It’s no secret that the Baltimore area has been hard hit by the horrific rise in overdose deaths. For the past six years, drug- and alcohol-related deaths have climbed in Maryland, with an all-time high of 2,089 deaths in 2016, a 66 percent spike from 2015. Heroin, prescription opioids and nonpharmaceutical fentanyl were to blame for 89 percent of those deaths, with most in the Baltimore metro area.
In conversations with those affected by addiction, and with drug treatment professionals, substance use educators and public health officials, the same simple concept keeps bubbling up: that the stigma of addiction, including in the Jewish community, could be eased if more people felt safe asking for help and sharing their stories.
BILL (not his real name) is 32 and has been sober for more than two years. He grew up in Owings Mills attending Hebrew and public schools.
“I was 15 when I smoked weed and started drinking for the first time,” he said. “I always thought it was glamorous. And there was freedom in it because of the escape it provided.”
For Bill, alcohol and drug use began while partying with friends but escalated to binging and addiction.
“In the beginning, at least, there was never this isolated, lonely, drink my problems away,” he said. “I was with people. Once I started, the end goal was to get completely trashed. I thought that was normal.”
His drinking accelerated in college, and he began selling marijuana. He made it through college, barely salvaging his grades with a Herculean effort in his last semester.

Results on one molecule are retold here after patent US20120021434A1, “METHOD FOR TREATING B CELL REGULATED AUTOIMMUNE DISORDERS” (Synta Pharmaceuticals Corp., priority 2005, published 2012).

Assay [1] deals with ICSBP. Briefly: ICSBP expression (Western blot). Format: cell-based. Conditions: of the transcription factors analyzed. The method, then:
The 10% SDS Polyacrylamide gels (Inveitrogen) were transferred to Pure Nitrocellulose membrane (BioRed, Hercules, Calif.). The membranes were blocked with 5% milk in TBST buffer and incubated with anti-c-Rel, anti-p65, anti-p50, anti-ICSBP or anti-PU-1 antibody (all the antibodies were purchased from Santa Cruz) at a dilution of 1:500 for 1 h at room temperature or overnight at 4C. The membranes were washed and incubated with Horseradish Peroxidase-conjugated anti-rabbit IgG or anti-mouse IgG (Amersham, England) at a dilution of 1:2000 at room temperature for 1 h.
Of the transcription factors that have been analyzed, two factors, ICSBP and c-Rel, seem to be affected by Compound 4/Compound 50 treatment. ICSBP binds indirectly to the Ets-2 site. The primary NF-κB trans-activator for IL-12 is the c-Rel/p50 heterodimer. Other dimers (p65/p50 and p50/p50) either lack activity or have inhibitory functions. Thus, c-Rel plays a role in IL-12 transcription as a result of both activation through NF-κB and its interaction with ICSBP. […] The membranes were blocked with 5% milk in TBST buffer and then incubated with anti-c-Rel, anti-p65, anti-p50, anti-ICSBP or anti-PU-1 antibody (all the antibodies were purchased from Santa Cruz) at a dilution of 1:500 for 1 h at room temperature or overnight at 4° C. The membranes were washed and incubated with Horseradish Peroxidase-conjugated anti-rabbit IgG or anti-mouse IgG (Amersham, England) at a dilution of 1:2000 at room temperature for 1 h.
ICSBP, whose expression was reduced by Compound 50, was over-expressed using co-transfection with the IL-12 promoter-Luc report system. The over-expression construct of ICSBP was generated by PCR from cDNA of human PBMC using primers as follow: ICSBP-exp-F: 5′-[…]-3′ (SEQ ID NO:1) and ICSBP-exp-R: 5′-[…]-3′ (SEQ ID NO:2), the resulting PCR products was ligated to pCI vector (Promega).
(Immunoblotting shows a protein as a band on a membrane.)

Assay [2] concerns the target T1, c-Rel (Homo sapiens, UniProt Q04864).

After moving to New York to begin his career, Bill was arrested and sentenced to six years of probation for a drunken incident, but that did not deter his addiction.
“It never crossed my mind to get sober. Not once. Never.”
During his last year of probation, Bill began using cocaine. Accruing thousands of dollars in debt, he lost his apartment, hurt loved ones and compromised his career. His parents eventually orchestrated an intervention during a family vacation, which included his leaving New York and entering treatment. Bill finally admitted his life was out of control.
“I’m in Alcoholics Anonymous,” he said. “My life has changed incredibly. It’s just crazy.”
He never felt AA ran counter to his Jewish beliefs. Rather, he said, it enhanced his spirituality.
“I have constant contact with God,” he said. “I pray every morning and every night.”
Bill counsels people to seek help. “Whether you want it or not, ask for it. Go to a meeting, raise your hand, say you’re new and see what happens. Your life will get better.”